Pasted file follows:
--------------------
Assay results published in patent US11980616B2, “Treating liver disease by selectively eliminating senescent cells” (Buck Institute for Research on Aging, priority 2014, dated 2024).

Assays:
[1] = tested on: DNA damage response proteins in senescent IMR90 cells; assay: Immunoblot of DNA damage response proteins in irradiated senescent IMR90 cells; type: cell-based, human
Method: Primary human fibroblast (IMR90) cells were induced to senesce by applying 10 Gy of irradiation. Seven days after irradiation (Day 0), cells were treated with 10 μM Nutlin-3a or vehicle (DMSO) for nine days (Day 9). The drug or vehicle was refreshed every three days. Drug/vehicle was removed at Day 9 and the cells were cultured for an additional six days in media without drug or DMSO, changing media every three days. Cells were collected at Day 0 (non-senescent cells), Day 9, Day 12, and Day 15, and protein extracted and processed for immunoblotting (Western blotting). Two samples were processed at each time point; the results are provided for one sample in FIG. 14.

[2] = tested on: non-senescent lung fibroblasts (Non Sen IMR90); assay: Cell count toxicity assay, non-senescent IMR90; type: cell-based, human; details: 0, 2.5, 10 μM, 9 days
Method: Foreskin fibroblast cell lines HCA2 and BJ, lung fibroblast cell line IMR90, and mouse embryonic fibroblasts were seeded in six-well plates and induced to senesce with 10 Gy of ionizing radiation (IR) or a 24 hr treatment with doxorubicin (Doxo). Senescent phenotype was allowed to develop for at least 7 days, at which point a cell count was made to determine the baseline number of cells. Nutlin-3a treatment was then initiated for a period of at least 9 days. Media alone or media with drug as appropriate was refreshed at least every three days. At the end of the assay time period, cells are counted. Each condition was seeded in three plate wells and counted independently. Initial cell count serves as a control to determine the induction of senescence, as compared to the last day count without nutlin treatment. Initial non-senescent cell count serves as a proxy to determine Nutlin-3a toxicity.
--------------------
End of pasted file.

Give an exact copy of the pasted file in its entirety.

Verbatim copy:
Assay results published in patent US11980616B2, “Treating liver disease by selectively eliminating senescent cells” (Buck Institute for Research on Aging, priority 2014, dated 2024).

Assays:
[1] = tested on: DNA damage response proteins in senescent IMR90 cells; assay: Immunoblot of DNA damage response proteins in irradiated senescent IMR90 cells; type: cell-based, human
Method: Primary human fibroblast (IMR90) cells were induced to senesce by applying 10 Gy of irradiation. Seven days after irradiation (Day 0), cells were treated with 10 μM Nutlin-3a or vehicle (DMSO) for nine days (Day 9). The drug or vehicle was refreshed every three days. Drug/vehicle was removed at Day 9 and the cells were cultured for an additional six days in media without drug or DMSO, changing media every three days. Cells were collected at Day 0 (non-senescent cells), Day 9, Day 12, and Day 15, and protein extracted and processed for immunoblotting (Western blotting). Two samples were processed at each time point; the results are provided for one sample in FIG. 14.

[2] = tested on: non-senescent lung fibroblasts (Non Sen IMR90); assay: Cell count toxicity assay, non-senescent IMR90; type: cell-based, human; details: 0, 2.5, 10 μM, 9 days
Method: Foreskin fibroblast cell lines HCA2 and BJ, lung fibroblast cell line IMR90, and mouse embryonic fibroblasts were seeded in six-well plates and induced to senesce with 10 Gy of ionizing radiation (IR) or a 24 hr treatment with doxorubicin (Doxo). Senescent phenotype was allowed to develop for at least 7 days, at which point a cell count was made to determine the baseline number of cells. Nutlin-3a treatment was then initiated for a period of at least 9 days. Media alone or media with drug as appropriate was refreshed at least every three days. At the end of the assay time period, cells are counted. Each condition was seeded in three plate wells and counted independently. Initial cell count serves as a control to determine the induction of senescence, as compared to the last day count without nutlin treatment. Initial non-senescent cell count serves as a proxy to determine Nutlin-3a toxicity.